{¶ 10} Irene Dietz, M.D. of MetroHealth ("Dr. Dietz"), testified that she performed a follow-up examination of T.M. in February 2017. Crump reported that T.M. was born prematurely and had developmental issues. Crump told Dr. Dietz that she had lost the child's birth certificate and other important papers, so the child was not enrolled in school. Dr. Dietz recorded that T.M. appeared extremely small for her age and had symptoms of malnourishment, including abdominal dissention and thin extremities. Dr. Dietz recommended that T.M. take a nutritional supplement. Nothing in the history provided by Crump and Owens indicated that T.M. experienced seizures.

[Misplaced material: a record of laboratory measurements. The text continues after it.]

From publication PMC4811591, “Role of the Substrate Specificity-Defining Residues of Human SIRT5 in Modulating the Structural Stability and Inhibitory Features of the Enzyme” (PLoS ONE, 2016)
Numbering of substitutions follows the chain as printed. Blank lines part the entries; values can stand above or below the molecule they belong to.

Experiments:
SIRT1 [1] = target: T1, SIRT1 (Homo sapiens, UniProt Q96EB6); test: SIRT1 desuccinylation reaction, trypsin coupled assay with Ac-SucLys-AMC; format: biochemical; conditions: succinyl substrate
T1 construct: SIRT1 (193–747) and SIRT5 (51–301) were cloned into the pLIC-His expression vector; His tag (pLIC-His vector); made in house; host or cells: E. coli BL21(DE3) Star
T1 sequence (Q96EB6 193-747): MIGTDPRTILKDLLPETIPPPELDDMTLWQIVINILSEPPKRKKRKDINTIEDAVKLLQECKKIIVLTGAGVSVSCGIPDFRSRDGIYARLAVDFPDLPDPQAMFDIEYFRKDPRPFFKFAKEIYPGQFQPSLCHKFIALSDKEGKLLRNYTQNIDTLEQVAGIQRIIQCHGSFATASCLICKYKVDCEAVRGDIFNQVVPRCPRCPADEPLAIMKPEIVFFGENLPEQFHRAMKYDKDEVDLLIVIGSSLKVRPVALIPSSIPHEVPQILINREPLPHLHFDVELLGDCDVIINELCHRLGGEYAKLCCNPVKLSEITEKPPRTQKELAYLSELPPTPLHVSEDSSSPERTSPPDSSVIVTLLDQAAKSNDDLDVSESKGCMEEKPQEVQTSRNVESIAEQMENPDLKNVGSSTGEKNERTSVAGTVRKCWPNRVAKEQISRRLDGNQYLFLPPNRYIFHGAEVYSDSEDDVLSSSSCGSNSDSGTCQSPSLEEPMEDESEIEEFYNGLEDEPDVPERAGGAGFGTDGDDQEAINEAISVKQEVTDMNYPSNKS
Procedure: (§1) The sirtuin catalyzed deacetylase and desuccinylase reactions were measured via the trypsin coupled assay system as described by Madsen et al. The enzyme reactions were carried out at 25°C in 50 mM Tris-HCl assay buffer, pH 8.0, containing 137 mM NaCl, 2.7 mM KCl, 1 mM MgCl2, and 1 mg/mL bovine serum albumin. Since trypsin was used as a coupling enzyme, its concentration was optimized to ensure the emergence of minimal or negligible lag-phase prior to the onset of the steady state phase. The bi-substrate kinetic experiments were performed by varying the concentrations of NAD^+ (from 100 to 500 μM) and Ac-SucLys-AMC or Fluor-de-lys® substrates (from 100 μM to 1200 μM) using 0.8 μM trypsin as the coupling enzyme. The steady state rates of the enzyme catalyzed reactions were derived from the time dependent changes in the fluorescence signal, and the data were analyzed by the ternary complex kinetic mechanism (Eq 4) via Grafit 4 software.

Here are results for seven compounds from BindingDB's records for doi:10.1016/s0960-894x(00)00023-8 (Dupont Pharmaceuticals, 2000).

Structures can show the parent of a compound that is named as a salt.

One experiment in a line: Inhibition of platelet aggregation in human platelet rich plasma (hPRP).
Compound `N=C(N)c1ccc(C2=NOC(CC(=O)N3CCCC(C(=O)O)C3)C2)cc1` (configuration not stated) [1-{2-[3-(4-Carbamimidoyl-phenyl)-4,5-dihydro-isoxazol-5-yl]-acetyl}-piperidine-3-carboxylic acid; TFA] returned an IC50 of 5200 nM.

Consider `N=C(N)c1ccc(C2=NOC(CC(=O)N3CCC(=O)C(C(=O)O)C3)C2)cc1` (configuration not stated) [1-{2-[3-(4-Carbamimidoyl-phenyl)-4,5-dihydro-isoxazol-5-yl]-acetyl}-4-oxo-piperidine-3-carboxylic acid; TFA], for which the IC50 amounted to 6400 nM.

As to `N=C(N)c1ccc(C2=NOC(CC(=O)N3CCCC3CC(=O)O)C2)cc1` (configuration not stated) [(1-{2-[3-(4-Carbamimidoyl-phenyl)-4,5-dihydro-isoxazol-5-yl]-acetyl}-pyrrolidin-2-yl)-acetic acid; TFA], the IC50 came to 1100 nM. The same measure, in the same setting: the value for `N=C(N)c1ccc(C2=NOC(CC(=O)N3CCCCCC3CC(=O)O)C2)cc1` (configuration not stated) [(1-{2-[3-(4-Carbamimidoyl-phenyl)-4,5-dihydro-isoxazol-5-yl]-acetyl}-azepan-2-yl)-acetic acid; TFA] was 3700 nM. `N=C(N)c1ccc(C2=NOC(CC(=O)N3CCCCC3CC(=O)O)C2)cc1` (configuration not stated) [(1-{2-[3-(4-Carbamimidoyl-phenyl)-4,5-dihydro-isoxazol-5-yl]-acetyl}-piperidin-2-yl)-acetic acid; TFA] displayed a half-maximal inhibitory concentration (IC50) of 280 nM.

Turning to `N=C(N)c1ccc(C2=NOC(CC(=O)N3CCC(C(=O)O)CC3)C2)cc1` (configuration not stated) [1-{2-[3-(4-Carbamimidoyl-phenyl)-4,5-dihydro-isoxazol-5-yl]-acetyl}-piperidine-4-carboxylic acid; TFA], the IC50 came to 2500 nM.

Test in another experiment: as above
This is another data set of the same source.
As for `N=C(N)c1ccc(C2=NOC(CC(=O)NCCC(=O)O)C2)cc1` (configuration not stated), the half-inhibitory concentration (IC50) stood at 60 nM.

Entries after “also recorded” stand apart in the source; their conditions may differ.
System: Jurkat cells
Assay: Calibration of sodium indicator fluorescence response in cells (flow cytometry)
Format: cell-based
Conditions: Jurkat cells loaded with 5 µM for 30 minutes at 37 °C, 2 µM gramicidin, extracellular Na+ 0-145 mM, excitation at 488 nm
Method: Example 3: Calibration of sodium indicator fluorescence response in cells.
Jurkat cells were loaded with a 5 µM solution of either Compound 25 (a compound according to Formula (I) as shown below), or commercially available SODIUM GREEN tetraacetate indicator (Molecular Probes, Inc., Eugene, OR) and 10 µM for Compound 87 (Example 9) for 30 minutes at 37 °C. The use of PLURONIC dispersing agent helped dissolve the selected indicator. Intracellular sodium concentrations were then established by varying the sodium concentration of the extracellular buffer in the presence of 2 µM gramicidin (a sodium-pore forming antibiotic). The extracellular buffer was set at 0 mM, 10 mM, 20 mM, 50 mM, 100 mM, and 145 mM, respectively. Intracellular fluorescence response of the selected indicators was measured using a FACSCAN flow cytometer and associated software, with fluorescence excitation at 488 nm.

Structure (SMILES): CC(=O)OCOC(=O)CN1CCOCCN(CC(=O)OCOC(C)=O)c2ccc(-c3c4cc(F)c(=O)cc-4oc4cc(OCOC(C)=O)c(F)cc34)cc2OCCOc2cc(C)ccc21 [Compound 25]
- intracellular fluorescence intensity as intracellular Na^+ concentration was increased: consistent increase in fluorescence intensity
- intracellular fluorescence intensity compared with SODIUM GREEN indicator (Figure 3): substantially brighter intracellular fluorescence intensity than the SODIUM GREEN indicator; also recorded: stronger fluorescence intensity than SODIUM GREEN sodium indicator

{¶ 11} Dr. Dietz examined T.M. again on March 7, 2017. She observed that the burns and skin grafts appeared to be healed. T.M.'s chest was clear, and she also gained five pounds since the last visit. Dr. Deitz noted multiple scars but no acute bruising. Dr. Dietz acknowledged that T.M. complained of stomach aches during both the February 2017 and March 2017 examinations. She also acknowledged that she recommended further blood tests.

         {¶ 12} CCDCFS social worker Ada Johnson ("Johnson") testified that Crump's family resided in the home of Yamika Brock ("Brock"). Johnson did not observe peeling paint in the house, but she acknowledged that photographs of the home show that paint was peeling in some of the rooms. T.M. did not have a bed and slept with Crump and Owens, so Johnson arranged for her to get a bed. Johnson also accompanied the family to the follow-up medical appointments. Neither Crump nor Owens raised concerns about lead exposure during the appointments. However, Johnson acknowledged that T.M. had "weird marks" on her skin.